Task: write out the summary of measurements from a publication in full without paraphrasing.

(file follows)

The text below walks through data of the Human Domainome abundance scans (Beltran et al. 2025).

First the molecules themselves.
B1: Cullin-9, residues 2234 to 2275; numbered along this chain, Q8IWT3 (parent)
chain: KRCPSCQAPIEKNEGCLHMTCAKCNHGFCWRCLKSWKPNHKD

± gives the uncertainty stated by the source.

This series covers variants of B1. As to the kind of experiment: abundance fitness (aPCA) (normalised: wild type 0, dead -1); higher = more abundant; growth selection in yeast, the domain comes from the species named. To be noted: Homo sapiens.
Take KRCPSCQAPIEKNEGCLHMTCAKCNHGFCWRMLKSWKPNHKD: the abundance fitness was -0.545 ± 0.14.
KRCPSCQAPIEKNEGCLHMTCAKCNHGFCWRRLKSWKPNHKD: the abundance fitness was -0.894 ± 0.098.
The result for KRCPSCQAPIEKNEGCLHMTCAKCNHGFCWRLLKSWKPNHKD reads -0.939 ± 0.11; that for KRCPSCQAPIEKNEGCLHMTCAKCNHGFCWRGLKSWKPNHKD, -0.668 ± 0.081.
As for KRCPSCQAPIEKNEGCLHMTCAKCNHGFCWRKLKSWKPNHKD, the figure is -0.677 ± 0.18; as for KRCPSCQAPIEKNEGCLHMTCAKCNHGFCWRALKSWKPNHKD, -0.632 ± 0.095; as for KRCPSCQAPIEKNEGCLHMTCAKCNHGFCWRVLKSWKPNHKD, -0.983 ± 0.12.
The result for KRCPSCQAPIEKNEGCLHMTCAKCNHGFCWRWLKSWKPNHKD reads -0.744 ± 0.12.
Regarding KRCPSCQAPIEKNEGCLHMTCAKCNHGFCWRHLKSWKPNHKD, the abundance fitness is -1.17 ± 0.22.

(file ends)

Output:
The text below walks through data of the Human Domainome abundance scans (Beltran et al. 2025).

First the molecules themselves.
B1: Cullin-9, residues 2234 to 2275; numbered along this chain, Q8IWT3 (parent)
chain: KRCPSCQAPIEKNEGCLHMTCAKCNHGFCWRCLKSWKPNHKD

± gives the uncertainty stated by the source.

This series covers variants of B1. As to the kind of experiment: abundance fitness (aPCA) (normalised: wild type 0, dead -1); higher = more abundant; growth selection in yeast, the domain comes from the species named. To be noted: Homo sapiens.
Take KRCPSCQAPIEKNEGCLHMTCAKCNHGFCWRMLKSWKPNHKD: the abundance fitness was -0.545 ± 0.14.
KRCPSCQAPIEKNEGCLHMTCAKCNHGFCWRRLKSWKPNHKD: the abundance fitness was -0.894 ± 0.098.
The result for KRCPSCQAPIEKNEGCLHMTCAKCNHGFCWRLLKSWKPNHKD reads -0.939 ± 0.11; that for KRCPSCQAPIEKNEGCLHMTCAKCNHGFCWRGLKSWKPNHKD, -0.668 ± 0.081.
As for KRCPSCQAPIEKNEGCLHMTCAKCNHGFCWRKLKSWKPNHKD, the figure is -0.677 ± 0.18; as for KRCPSCQAPIEKNEGCLHMTCAKCNHGFCWRALKSWKPNHKD, -0.632 ± 0.095; as for KRCPSCQAPIEKNEGCLHMTCAKCNHGFCWRVLKSWKPNHKD, -0.983 ± 0.12.
The result for KRCPSCQAPIEKNEGCLHMTCAKCNHGFCWRWLKSWKPNHKD reads -0.744 ± 0.12.
Regarding KRCPSCQAPIEKNEGCLHMTCAKCNHGFCWRHLKSWKPNHKD, the abundance fitness is -1.17 ± 0.22.